Other interesting linguistic details can be gleaned from this letter, particularly regarding Bing’s use of language: she states that “one talked all European languages at La Mendola” and that she spoke French with Belgian and French scholars there, thus leading – through second-hand rumours – to Meneghello hearing that the speech had been read in French. Bing’s willingness to improvise in Italian as a last resort reinforce her own very favourable attitude to the Italian language and remarks on its knowledge in the Warburgian circle expressed in the La Mendola speech. 

The mishap around the wrong postage stamp, as well as the letter being sent close to five months after the conference lead Bing to use the idiom “you will heap fiery coals on my head”, with the meaning of provoking remorse by way of a good action, which felicitously has a direct German translation, with the same use and meaning, “feurige Kohlen aufs Haupt sammeln” (see for example J.W. Goethe’s letter of March 1773 to Johann Daniel Salzmann).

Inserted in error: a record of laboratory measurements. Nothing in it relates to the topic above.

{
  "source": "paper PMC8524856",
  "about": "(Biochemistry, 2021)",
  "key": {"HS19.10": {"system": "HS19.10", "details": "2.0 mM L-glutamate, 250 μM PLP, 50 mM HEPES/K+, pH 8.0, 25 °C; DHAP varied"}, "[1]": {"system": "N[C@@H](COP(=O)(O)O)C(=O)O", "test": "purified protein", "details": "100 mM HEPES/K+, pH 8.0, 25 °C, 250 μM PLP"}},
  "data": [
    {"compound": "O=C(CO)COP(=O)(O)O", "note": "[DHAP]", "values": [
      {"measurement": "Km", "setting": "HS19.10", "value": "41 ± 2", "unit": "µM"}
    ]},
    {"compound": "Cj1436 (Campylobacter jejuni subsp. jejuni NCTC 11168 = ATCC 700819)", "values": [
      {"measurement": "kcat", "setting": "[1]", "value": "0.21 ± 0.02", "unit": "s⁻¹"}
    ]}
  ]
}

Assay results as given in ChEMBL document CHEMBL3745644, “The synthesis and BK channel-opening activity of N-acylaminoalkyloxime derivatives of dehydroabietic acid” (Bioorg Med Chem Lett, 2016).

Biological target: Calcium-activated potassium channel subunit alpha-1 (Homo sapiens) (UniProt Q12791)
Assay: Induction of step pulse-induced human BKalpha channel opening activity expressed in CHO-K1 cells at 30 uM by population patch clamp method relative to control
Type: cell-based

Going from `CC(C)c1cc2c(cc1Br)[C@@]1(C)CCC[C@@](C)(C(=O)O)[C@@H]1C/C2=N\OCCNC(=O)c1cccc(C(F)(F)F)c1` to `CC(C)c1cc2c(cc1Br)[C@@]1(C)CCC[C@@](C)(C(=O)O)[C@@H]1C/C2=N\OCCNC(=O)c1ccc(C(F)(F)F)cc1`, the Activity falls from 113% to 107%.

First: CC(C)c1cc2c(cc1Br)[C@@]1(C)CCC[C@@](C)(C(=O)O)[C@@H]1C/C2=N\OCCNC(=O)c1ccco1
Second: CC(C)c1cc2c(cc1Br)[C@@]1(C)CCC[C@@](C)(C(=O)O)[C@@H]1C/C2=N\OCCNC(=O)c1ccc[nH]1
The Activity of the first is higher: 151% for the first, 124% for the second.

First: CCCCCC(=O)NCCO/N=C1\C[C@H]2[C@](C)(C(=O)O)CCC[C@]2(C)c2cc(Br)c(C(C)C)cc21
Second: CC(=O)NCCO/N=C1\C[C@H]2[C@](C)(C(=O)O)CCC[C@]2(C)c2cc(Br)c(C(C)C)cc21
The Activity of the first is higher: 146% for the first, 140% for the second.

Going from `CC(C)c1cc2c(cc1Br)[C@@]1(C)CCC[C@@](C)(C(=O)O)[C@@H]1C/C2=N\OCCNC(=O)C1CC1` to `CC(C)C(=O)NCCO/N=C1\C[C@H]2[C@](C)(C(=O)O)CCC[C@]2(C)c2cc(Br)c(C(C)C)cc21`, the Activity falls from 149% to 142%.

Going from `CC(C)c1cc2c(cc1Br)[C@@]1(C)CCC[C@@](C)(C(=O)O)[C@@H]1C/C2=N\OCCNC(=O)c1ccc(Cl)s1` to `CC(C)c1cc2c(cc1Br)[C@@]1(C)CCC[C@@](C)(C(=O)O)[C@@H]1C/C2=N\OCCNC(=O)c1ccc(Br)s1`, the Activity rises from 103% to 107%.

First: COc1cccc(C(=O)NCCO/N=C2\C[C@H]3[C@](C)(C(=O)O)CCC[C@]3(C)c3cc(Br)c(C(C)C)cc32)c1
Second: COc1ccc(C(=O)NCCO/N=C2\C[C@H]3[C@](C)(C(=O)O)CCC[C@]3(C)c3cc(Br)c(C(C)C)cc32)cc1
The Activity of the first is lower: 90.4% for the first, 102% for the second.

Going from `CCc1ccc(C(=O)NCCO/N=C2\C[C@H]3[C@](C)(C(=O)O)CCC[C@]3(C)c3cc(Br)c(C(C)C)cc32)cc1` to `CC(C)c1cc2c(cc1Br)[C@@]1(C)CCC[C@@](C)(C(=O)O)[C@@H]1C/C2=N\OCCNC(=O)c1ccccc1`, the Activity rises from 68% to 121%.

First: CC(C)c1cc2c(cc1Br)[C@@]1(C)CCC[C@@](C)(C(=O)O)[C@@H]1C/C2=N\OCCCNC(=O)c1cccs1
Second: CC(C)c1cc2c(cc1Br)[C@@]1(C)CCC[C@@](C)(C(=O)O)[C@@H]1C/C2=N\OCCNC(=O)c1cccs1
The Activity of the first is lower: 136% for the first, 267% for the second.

In the multilingual, international milieu of Humanistic Studies and – even more so – of the Warburg Institute, a German (Bing) wrote in English to an Italian (Meneghello) and spoke French, but still retaining, as an undercurrent, some traces of German – and further light will be shed by future studies on the details this letter just hints at.

Letter from Gertrud Bing to Luigi Meneghello, 16th January 1957

Dear Meneghello, 

I hear from Gordon that there must have been a great deal of confusion about your translation of the speech which I gave at La Mendola. First of all I must tell you that I am quite sure that I wrote you a post card after I had given my speech, saying that it had all gone off well; unfortunately, I do know that I put the wrong postage on some of the cards which I sent from La Mendola and it is possible that this is the reason why your card did not reach you.